humorous account...
There have been many books written about the trail, one of my favorites is by Bill Bryson, A Walk in the Woods, a very funny account of his hiking experience with his friend Katz on the AT. I remember at one point when stopping for supplies, they see the 48" long AT poster map. They were excited to see how far they had been on the map, and upon discovering it was an inch or less, you can just picture the looks on their faces and the realization that this was not going to happen.

the ultimate footpath...
The AT is like no other trail. Sure, it may look the same as other trails leading off into the woods, but it is not. Most trails end up a mile or so away, at a view or waterfall, or just woods, but when you start out on the AT, you can feel the difference. Ahead of you there are 2175 miles, sights to see and life to experience.

a fellow blogger's thoughts...
"When I was in college in Pennyslvania, there was just something magic about going up to South Mountain, setting foot on the Appalachian Trail, and then having to choose a direction: Maine or Georgia! It seemed like such a momentous decision each time!"

5 comments:

Motherkitty said...

You have to admire these adventurous souls -- they are either really courageous or they are totally nuts for undertaking such a momentous walk in the woods. Trail indeed. Just driving through the southern AT region gives me a nosebleed thinking about being high in the mountains. Can you imagine walking/hiking all that way?

In our neck of the woods we get a long of cross-country bike riders, another lot of adventurous folks. Because of our location between other places along their journey, they stop off in our little town for a breather, a shower, a bed for the night, a meal, or just a rest.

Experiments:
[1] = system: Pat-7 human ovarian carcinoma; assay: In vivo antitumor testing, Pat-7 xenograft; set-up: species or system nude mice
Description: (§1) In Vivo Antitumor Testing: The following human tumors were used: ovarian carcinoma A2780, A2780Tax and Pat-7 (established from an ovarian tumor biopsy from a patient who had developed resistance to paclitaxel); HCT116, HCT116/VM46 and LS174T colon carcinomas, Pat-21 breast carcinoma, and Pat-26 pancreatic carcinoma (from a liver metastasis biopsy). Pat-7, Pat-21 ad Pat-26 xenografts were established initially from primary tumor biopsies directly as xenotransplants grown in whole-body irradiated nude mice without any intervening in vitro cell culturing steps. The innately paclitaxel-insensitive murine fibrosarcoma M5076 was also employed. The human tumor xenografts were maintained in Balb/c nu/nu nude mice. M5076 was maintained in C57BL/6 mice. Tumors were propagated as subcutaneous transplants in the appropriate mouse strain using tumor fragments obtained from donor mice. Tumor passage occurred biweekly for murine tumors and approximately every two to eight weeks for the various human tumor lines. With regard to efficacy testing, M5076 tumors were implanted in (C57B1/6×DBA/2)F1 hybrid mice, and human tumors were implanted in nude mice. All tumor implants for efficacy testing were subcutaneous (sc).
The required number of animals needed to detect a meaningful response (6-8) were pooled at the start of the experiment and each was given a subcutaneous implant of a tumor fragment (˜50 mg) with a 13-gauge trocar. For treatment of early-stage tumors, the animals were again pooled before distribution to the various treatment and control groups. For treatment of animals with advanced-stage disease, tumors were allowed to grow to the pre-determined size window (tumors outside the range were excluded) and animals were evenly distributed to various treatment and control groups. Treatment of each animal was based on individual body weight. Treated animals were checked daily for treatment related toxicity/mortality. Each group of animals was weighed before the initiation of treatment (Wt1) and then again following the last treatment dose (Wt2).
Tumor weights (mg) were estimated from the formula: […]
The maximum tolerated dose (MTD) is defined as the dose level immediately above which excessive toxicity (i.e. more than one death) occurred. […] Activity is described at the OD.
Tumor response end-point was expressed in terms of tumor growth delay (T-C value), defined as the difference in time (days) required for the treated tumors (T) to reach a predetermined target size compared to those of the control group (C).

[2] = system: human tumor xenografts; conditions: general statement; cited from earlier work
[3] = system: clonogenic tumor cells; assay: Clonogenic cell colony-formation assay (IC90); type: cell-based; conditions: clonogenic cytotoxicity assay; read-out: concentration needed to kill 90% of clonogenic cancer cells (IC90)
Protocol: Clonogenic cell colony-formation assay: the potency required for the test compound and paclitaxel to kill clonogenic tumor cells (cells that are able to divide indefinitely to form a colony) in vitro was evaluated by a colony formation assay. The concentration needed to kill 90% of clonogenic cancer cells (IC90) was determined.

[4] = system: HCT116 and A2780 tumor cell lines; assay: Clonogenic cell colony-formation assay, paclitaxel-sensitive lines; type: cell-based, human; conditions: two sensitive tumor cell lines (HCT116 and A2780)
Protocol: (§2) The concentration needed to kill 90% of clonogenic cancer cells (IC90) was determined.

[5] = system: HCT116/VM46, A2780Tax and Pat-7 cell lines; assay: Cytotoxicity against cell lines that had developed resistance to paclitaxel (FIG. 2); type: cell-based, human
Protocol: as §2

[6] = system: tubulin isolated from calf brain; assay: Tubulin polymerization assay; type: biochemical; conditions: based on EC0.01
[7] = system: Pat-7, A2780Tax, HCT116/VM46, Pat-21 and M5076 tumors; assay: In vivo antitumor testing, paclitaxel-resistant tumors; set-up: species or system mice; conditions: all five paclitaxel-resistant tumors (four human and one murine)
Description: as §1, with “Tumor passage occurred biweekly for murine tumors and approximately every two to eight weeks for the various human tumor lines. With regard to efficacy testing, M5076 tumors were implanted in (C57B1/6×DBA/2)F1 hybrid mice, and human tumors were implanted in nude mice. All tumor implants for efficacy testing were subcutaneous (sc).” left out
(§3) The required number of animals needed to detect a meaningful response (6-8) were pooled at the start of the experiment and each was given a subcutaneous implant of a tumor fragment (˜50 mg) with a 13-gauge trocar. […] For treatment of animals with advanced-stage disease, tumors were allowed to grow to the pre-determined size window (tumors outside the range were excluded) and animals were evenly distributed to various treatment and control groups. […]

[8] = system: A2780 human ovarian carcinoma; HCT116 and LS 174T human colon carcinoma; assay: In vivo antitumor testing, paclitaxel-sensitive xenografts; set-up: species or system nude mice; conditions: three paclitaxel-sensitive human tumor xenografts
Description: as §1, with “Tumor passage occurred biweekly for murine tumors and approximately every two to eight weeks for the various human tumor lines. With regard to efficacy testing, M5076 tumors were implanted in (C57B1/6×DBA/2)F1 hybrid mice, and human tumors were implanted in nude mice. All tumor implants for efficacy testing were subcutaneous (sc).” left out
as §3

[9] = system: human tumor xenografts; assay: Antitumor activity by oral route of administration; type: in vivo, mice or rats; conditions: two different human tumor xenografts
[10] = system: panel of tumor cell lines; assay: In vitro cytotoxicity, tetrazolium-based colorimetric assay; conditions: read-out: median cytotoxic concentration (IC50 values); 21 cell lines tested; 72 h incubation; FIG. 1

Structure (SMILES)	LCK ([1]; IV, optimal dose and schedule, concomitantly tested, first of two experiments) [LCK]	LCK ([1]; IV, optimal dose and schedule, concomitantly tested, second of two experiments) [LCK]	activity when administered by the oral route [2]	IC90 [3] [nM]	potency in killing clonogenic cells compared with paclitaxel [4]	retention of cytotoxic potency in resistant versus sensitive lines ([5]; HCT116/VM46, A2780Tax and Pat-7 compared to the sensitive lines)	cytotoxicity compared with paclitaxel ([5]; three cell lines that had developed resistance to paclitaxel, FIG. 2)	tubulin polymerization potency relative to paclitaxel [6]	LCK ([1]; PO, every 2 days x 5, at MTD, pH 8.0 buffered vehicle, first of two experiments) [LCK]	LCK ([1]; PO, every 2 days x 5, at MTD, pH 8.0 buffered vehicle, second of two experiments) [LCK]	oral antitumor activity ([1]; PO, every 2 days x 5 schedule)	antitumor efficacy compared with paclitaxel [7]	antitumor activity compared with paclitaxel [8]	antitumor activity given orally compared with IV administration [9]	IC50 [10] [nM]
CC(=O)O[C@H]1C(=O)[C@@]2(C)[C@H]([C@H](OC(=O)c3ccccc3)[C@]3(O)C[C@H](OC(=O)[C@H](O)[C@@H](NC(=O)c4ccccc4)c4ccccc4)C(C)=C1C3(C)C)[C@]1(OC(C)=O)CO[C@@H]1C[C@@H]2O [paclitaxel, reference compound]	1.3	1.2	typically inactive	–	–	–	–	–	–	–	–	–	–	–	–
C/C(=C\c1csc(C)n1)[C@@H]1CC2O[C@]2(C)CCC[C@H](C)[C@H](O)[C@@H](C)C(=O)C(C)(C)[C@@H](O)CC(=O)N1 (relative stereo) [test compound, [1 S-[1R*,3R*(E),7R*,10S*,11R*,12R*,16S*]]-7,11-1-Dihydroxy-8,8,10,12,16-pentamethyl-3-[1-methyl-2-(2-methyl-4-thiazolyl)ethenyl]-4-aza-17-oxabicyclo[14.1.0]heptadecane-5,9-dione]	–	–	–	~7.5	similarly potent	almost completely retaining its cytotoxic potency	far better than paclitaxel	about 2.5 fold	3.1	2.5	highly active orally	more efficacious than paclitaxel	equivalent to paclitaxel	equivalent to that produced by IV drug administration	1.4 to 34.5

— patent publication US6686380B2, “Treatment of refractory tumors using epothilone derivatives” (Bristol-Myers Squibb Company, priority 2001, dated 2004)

Thanks for these interesting stories.

jellyhead said...

Thanks Susan - you have some great tales to tell.

I would love to do something like hike the Appalachian trail, or the Kokoda trail in Papua New Guinea. The challenge of it appeals to me. Maybe one day, when my kids are teens or older.

Abandoned in Pasadena said...

Your post was very informative and I applaud anyone who ventures out and walks the whole length of the A.T.

I wish that I had the youth and stamina to try it...I think it would be quite an adventure.

doubleknot said...

Loved the story of Grandma Gatewood - reminds me of my grandmother - now she would have been one to take on the trail if she had lived near it. She spent her life in Florida farming and working till she passed on.

Seeing Anew said...

Susan, I enjoyed your anecdotes! I especially like the angle you took -- hiking the trail as an older adult. Re: hiking south to north or north to south -- One time as we were hiking in Pennsylvania, we met a man who was hiking from Maine to Georgia (north to south, for international visitors). He commented that he was witnessing the longest period of fall colors he could ever remember. When he started in Maine (late September/early October), the leaves were just at the peak of their colors. Week after week on his southerly journey, he kept arriving in each locale just as the local colors were reaching their peak.